I’m seriously beginning to wonder why they bother with trailers.
Take Bridge Of Spies for example, a film I was expecting to be a tense Cold War thriller. The poster kind of adds to this.
What you get is quite different, which isn’t a bad thing but I could have done without spending the opening 20 minutes frantically readjusting my expectations as the real story revealed itself.
Because, once you get past the initial tense ‘spy’ stuff, what you’ve actually got is Tom Hanks playing a man trying to do the right thing in a world where such things don’t matter.
Which doesn’t make it a bad film, but it does make it a very different one.
For those who’ve missed the build-up, Bridge Of Spies tells the real-life tale of James B Donovan, an insurance lawyer who gets persuaded to defend Rudolf Abel (Mark Rylance) against spying charges.
This being the Cold War era, it’s a thankless task as his guilt is presumed.
So what unfolds is the story of a man trying to do what’s been asked of him in a system that doesn’t want to help or work for him.
And, in this, there’s a really good film.
It’s just not a spy film.
Instead, it’s a story of the relationship between Hanks and Rylance, the struggles Hanks’ character has with his decision to take the case, the impact on his family…
It’s a story of friendship and relationships.
And it’s told really, really well.
It helps that Rylance is able to go toe-to-toe with Hanks, thus stopping him from taking over the whole film (something you only notice when Rylance is not on screen and you realise no one else can match the Hankster).
The two central performances are really good, with Rylance’s subtle, underplayed character a perfect foil for Hanks’ more passionate approach.
To be honest, everyone else is entirely secondary – including Alan Alder, who seems to have just popped in on his afternoon off and is simply enjoying hanging out with Tom.
And, this being Spielberg, the story is captured well.
It’s got the right feel for the era, the time in Berlin (just as the wall is going up) feels as cold and frozen as the weather, while the more action-y scenes do grip you.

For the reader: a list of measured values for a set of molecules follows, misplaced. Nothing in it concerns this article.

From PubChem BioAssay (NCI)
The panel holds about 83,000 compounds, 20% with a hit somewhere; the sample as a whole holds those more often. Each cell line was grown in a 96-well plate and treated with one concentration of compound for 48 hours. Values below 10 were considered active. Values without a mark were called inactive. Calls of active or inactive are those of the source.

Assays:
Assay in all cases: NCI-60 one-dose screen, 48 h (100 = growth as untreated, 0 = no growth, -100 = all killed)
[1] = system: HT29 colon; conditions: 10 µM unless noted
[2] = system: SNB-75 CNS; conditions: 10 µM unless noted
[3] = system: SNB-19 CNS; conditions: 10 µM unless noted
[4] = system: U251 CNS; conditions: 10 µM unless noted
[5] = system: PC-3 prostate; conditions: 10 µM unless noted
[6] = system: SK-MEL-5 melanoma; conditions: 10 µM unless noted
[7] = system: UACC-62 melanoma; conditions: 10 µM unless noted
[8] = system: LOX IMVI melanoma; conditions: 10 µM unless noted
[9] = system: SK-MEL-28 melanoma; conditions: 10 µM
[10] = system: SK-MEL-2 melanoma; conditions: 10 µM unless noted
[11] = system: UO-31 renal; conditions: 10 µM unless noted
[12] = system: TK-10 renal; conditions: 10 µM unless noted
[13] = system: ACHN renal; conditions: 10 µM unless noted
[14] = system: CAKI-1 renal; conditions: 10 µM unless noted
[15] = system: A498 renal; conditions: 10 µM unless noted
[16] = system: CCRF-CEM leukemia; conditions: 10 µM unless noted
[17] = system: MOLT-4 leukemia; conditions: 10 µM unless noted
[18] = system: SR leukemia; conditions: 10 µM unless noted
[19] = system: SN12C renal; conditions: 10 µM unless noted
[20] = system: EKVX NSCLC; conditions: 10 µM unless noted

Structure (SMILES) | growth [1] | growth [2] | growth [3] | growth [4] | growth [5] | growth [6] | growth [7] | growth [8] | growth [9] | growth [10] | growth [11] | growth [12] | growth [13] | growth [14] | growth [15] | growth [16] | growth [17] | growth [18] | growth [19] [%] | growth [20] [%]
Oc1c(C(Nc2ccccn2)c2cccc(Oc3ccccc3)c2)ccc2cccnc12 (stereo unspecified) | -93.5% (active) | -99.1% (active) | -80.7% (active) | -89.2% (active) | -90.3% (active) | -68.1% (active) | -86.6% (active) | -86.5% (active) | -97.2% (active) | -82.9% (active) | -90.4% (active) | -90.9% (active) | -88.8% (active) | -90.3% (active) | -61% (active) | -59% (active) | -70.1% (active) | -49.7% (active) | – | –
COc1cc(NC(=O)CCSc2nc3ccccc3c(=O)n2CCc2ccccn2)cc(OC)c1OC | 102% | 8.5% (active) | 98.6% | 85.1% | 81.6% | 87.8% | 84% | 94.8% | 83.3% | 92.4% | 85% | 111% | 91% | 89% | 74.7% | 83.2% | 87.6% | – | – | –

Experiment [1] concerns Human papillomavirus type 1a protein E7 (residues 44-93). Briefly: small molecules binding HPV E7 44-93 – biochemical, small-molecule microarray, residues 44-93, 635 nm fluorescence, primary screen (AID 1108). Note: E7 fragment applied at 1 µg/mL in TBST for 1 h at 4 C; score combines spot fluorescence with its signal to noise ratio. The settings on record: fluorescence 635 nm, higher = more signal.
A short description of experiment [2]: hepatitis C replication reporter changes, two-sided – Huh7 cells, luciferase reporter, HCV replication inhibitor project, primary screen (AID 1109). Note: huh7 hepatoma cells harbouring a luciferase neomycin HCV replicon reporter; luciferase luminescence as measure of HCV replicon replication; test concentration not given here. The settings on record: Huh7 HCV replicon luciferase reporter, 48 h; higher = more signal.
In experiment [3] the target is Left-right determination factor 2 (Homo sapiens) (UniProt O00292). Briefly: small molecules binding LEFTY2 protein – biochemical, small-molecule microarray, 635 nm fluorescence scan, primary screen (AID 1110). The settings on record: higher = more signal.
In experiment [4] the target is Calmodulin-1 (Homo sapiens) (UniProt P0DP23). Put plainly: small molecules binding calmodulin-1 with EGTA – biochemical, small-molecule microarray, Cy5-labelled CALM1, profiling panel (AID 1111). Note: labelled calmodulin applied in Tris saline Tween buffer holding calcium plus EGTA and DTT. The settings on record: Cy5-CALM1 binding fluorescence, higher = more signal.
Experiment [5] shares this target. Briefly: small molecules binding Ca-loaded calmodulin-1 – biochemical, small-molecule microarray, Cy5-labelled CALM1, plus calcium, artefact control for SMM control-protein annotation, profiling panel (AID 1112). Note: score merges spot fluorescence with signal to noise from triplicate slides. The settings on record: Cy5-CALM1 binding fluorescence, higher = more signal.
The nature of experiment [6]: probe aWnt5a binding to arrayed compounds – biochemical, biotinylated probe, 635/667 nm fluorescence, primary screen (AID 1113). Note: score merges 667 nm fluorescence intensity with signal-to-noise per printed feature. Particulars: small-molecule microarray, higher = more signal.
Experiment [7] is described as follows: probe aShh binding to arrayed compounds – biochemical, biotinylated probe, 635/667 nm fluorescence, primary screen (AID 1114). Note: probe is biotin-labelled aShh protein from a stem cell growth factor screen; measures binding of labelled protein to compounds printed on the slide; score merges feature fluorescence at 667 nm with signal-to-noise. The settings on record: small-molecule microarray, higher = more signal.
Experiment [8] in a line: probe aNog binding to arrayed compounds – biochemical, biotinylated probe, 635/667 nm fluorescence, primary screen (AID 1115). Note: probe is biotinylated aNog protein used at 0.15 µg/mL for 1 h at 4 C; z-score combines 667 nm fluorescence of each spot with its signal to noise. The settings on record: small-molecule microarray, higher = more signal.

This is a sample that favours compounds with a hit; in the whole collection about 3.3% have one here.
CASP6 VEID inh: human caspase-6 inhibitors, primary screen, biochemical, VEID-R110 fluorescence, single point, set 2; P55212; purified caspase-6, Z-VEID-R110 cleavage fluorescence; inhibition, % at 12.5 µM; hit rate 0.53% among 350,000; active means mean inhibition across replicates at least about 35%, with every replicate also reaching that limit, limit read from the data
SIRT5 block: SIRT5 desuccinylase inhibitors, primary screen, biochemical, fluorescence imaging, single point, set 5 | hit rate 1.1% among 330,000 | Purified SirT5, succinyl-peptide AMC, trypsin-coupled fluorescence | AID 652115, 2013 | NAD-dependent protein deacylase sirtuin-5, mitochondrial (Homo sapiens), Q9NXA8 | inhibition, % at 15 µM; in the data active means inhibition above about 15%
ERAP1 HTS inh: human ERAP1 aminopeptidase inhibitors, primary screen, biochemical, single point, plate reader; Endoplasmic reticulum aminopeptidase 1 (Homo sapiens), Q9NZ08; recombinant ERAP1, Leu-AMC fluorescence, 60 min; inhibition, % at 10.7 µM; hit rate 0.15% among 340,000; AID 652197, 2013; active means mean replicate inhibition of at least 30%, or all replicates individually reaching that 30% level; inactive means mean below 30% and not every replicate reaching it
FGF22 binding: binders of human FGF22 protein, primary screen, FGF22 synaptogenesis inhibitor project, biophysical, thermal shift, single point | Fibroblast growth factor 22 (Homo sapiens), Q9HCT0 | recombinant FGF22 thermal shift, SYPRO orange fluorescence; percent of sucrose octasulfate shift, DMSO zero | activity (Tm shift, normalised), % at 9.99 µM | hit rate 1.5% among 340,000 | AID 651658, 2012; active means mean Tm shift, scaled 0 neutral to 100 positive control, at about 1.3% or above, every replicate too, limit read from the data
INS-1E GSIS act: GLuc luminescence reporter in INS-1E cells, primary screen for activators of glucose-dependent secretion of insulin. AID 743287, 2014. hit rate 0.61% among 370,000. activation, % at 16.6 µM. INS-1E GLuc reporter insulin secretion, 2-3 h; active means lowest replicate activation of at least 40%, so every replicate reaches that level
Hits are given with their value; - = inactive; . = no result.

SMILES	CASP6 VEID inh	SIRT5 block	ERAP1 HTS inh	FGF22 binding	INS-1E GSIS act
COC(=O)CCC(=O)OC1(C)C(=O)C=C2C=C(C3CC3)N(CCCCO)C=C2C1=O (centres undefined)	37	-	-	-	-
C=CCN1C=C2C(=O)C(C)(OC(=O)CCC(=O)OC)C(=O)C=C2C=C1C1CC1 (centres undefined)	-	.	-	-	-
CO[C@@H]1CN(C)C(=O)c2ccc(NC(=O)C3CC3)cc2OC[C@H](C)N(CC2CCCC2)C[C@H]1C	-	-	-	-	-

Where the film falls down, however, is the story itself.
Intertwining the Russian spy with the American pilot the Yanks want back works OK – which is just as well, given it’s what actually happened.
But there’s a third strand which, while again being entwined and a case of historical record, actually feels bolted on as an afterthought.
There are four main characters at play, but the fourth is given precious little screen time, very little back story and the outcome is neither here nor there in the grand scheme of things.
In fact you could have ignored it all together and not lost anything from the film.
Which may seem harsh when the bloke’s still alive (I’m not naming him, ‘cos that might be a little spoilery) but when his part in the story is kind of key to Donovan’s later roles either give him the depth his character needs or just ignore him.
The half measure helps no one.
The film is also too long. To the point that the second half feels like you’ve started watching a second film. And once you’ve cleared two hours, you’re just willing it to be over.
Not because it’s not good, but because you feel like you’ve walked to Berlin while Hanks flew there.
Which is a shame, because in feeling like you’ve been dragged over and through the Berlin Wall twice, you can overlook some of the great things this film has to offer.
For a start, it’s funny.
In dealing with a dark and potentially terrifying subject (America was living in genuine fear of nuclear war at this point), writers Ethan and Joel Coen (yup, they) and Matt Charman have injected some nice touches of humour.
Key to these is Rylance, who delivers simple lines so perfectly that you find yourself almost laughing before he delivers the phrase “would it help?” as the film progresses.
And for once Hanks isn’t trying to fill every scene.
At times it can be easy to forget that he can actually be a subtle actor, and here he allows the story to breathe and flow around him rather than dominating proceedings.
It’s just a shame it’s so damn long and convoluted.
For a story of the past, Bridge Of Spies has something to say about the world we live in now – with paranoia over strangers and Governments using people for the “greater good” at it’s heart.
And it’s held together by the brilliant central performances of Ryland and Hanks.
It’s just not the spy thriller you’re expecting.